Israel denies visa to Human Rights Watch staff, accusing HRW of 'propaganda' and hostility
The Israeli Ministry of Foreign Affairs cited "propaganda" as a reason for its decision, alleging HRW has "engaged in politics in the service of Palestinian propaganda, while falsely raising the banner of 'human rights.'"
Echoing its rejection letter, a foreign ministry representative described the organization as "not a real human rights group," with a "hostile agenda," Al Jazeera reports.
"This decision and the spurious rationale should worry anyone concerned about Israel's commitment to basic democratic values," Iain Levine, HRW deputy executive program director, said in the organization's press release. "It is disappointing that the Israeli government seems unable or unwilling to distinguish between justified criticisms of its actions and hostile political propaganda."
Other HRW staff members, such as executive director Kenneth Roth and senior legal advisor Clive Baldwin, expressed their disapproval via Twitter.
"Israeli government says the only purpose of HRW is to 'besmirch' Israel," Baldwin wrote early Friday morning. "Our purpose is to expose human rights abuses."
The group, which shared a Nobel Peace Prize in 1997 for its work to ban landmines, said it was surprised by the application rejection as it frequently communicates and meets with the foreign ministry, the Israeli military and police, along with other government officials. And, in 2016, the government requested HRW's assistance in a case in which the victims of human rights abuses were Israeli.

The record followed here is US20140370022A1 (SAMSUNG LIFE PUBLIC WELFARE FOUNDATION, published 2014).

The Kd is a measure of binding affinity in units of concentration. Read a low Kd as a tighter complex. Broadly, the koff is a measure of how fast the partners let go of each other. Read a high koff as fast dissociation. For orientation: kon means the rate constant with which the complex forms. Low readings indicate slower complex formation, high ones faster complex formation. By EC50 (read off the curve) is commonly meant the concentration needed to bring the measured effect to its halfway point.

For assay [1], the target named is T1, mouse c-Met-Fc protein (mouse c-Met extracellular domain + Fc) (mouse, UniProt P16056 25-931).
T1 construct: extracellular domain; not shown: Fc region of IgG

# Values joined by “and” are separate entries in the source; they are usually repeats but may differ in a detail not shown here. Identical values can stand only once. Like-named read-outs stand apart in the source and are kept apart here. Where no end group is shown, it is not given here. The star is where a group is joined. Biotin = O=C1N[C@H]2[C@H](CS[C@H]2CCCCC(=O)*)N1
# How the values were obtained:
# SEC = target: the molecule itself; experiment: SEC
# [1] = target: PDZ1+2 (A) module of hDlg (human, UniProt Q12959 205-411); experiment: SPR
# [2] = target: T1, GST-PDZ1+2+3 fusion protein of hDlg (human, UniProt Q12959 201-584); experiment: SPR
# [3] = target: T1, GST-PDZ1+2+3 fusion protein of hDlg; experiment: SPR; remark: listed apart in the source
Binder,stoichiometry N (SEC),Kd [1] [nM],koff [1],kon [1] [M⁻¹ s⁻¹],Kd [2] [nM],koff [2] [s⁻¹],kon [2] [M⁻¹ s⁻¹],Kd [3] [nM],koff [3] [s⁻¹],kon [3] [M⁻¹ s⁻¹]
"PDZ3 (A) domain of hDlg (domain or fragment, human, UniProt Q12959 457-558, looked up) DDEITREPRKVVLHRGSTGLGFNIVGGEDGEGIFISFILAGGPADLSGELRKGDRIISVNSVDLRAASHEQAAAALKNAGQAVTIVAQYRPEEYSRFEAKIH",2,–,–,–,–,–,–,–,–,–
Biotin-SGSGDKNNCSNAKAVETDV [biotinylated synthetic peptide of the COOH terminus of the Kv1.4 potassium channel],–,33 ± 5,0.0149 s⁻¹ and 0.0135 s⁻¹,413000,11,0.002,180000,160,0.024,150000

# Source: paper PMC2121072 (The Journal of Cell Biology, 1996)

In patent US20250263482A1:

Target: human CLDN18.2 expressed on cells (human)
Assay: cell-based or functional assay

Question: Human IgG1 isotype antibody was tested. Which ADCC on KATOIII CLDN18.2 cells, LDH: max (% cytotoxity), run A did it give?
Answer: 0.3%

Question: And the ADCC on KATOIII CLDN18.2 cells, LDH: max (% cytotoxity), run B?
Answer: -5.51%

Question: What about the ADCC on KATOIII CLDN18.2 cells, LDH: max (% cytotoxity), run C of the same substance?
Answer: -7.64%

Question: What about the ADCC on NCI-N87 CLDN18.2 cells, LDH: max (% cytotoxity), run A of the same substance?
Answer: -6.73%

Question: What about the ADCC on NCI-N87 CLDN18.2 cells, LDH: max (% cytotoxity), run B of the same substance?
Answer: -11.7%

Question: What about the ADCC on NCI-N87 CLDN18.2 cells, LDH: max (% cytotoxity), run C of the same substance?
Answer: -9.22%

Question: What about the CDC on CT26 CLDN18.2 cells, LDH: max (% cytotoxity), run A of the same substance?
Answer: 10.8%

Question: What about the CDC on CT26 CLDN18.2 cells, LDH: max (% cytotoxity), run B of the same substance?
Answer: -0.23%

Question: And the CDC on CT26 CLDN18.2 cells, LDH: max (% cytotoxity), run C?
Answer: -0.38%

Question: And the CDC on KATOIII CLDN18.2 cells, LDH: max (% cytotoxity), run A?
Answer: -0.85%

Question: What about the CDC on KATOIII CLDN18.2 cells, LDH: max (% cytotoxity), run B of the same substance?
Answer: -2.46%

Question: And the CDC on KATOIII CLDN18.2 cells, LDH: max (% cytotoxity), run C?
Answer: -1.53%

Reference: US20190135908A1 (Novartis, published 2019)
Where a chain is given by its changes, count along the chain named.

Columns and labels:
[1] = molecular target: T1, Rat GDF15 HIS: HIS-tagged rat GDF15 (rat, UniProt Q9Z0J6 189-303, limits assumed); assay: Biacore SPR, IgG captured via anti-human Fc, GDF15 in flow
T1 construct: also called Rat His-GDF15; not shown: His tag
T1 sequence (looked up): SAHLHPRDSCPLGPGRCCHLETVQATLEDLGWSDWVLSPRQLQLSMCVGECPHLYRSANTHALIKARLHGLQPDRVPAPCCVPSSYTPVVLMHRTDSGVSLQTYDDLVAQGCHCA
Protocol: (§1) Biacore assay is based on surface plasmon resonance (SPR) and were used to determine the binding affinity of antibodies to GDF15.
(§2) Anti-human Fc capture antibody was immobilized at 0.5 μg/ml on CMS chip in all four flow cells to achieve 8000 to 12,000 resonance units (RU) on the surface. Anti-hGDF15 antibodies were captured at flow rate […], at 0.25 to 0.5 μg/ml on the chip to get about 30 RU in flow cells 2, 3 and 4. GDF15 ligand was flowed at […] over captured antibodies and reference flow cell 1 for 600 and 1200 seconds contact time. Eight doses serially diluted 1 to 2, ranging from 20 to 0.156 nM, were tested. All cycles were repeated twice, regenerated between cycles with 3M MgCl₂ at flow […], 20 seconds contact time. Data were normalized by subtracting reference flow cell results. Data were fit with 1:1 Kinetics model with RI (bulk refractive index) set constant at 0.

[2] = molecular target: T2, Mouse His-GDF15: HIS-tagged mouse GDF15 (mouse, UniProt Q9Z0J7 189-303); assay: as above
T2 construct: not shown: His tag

Shakir's visa rejection is a departure from the last thirty years, during which time the organization has had "regular access without impediments" to Israel and occupied Palestinian territories, with the exception of Gaza since 2010.
HRW intends on challenging the decision, which came more than seven months after the application was filed, despite interior ministry regulations stipulating an applicant should receive a decision within 60 days.
"We have little relations with governments in North Korea, Sudan, Uzbekistan, Cuba and Venezuela where there is zero appetite for human rights engagement," said Shakir, a Stanford law graduate with a masters degree from Georgetown University, according to the Guardian. "With this decision, Israel is joining the list."